Media outlets also piled on. The closing sentence of an April 9 CNN report chortled, “Instead of wearing his police uniform, Slager now wears a jail uniform.” That day, The Atlantic ran a blog headline, “The Total Rejection of Michael Slager.” The article noted with satisfaction that even the natural allies of the deposed and arrested cop have declined to defend him. Meanwhile, the April 20 cover story of Time magazine, written by David von Drehle, posted two stills of the Santana footage. In huge capital letters, the title read:  “BLACK LIVES MATTER.” The article was slugged: “This time the charge is murder.” The implication here was that the reluctance by grand juries in Ferguson and Staten Island to indict police for supposedly similar offenses were grievous mistakes, thankfully not repeated here. The text of the article described Scott as “an unarmed black man whose brake light was malfunctioning” – as if his blatantly criminal behavior after being pulled over was immaterial.

The arrival of Al Sharpton on the scene was inevitable. At his annual National Action Network convention last Wednesday in Manhattan, Sharpton addressed the incident in his kickoff speech. Flanked by several elected officials, including New York City Mayor Bill de Blasio, he announced: “We are saying for the sake of this family in (North) Charleston, that not only are we with you, we are saying that there must be national legislation around cameras and police accountability.” The conference agenda also included a panel discussion on police brutality featuring family members of blacks who had died at the hands of police, including Michael Brown, Eric Garner and Sean Bell, all of whom had committed assault or aggressively resisted arrest.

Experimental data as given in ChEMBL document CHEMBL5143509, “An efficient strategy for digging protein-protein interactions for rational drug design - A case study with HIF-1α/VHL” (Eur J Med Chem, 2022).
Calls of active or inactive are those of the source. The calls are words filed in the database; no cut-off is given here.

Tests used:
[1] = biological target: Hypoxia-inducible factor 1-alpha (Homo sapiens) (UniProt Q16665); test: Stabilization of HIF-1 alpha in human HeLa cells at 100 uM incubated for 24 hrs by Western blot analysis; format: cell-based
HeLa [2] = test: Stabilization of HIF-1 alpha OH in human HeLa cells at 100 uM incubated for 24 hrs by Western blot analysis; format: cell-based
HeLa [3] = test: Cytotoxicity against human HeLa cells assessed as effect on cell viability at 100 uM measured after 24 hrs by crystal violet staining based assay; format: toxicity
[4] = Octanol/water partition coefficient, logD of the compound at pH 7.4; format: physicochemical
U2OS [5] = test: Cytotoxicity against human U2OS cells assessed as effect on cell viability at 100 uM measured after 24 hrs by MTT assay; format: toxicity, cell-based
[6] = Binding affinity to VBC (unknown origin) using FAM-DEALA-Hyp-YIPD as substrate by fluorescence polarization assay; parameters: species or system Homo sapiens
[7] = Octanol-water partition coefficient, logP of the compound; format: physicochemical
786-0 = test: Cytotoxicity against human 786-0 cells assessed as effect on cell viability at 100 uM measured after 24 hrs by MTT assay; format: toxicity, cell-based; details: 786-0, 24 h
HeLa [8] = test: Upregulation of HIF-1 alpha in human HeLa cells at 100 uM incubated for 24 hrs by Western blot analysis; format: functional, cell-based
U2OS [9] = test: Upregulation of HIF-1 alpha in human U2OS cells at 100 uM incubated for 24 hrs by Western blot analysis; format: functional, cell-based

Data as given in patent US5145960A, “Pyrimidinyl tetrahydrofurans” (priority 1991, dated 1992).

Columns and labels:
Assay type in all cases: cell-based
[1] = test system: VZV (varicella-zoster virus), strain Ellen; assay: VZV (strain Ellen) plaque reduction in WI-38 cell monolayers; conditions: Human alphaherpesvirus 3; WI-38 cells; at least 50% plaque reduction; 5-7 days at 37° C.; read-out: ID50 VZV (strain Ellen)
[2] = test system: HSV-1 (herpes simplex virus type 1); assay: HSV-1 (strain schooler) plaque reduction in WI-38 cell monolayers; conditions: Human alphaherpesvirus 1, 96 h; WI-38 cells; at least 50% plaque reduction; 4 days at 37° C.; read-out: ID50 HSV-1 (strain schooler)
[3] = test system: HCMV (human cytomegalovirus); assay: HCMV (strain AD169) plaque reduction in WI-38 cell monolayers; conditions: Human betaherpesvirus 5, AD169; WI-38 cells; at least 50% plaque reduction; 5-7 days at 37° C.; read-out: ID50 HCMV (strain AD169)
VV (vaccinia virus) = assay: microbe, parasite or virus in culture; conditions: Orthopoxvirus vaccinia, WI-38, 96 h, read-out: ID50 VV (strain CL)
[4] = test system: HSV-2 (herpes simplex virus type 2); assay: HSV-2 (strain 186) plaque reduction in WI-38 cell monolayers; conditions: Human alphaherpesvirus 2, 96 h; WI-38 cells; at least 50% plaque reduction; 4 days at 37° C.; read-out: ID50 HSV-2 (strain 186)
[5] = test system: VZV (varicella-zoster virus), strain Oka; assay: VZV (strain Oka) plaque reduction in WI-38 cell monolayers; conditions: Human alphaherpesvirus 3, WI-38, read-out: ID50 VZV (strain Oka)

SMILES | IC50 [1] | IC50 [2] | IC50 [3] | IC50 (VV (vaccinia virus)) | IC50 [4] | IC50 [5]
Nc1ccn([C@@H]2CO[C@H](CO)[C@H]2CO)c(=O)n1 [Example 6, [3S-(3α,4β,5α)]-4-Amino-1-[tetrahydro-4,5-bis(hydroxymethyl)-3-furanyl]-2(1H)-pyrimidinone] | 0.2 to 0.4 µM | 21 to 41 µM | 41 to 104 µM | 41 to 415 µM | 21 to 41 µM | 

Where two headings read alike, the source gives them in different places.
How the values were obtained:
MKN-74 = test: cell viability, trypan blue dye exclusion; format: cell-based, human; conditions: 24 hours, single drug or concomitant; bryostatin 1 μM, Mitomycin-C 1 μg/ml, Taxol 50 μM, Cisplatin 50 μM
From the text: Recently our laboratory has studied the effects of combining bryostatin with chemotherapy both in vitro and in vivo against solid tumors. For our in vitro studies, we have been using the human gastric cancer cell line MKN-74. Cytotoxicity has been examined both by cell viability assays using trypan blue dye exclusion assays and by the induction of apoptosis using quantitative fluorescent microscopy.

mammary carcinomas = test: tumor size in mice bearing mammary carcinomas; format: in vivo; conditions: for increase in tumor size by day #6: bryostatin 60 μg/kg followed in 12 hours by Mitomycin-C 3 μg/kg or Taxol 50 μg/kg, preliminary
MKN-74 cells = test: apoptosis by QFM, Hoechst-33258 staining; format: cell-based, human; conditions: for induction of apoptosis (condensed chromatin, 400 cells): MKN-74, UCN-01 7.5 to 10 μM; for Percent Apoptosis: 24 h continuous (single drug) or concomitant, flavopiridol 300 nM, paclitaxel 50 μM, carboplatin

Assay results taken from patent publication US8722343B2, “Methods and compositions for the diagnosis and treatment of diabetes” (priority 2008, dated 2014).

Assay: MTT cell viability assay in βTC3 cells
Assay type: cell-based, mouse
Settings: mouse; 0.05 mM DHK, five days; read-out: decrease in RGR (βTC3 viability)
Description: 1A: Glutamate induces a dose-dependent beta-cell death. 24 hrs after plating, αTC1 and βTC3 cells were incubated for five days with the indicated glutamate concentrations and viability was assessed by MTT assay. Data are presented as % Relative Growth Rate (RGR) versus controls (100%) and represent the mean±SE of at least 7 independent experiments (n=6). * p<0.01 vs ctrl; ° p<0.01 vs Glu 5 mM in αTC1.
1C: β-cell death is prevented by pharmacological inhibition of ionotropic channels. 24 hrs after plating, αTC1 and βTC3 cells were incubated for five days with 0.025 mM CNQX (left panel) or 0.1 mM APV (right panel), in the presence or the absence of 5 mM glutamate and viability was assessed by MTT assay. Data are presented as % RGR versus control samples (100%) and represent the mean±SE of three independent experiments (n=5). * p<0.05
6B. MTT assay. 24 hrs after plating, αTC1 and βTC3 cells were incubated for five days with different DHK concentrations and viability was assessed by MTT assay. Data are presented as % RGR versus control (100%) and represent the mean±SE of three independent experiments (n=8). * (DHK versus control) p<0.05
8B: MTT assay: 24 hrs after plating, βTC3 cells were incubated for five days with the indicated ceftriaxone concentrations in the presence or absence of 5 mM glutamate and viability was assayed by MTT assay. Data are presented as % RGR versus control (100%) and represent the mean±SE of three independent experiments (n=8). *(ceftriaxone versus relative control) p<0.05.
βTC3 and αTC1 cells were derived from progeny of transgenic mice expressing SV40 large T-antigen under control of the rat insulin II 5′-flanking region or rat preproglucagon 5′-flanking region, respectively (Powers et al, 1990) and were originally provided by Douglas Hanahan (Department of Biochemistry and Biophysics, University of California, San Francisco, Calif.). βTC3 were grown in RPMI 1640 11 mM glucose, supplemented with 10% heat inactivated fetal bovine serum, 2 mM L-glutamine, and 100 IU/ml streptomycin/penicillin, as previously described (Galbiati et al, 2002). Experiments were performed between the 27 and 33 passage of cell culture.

Immediately following the conference, he traveled down to North Charleston at the invitation of the Charity Missionary Baptist Church to speak at a Sunday vigil. Mayor Summey and Police Chief Driggers were in the audience along with the black congregants.  At the podium, Reverend Al praised the officials for arresting and firing Officer Michael Slager. “In the Deep South,” he remarked, “a mayor and police chief did what we couldn’t get mayors in the North and the Midwest to do.” Apparently, it did not occur to Sharpton that those were entirely different cases and that they lacked any basis for prosecution. Yet local officials were receptive; apparently, nothing succeeds like a combination of fear and flattery. For good measure, Sharpton reiterated his deception in an article appearing in the Monday edition of the Huffington Post, “Will the South Teach the North about Police Reform?” The Reverend Al wrote: “We have seen case after case in the North and the Midwest dismissed, and those that stood for them were castigated; now in the heart of the old Confederacy, we see them follow the rule of law. That is, an officer must be held to the same standards as everyone else, and we prosecute cases and then let a jury decide.”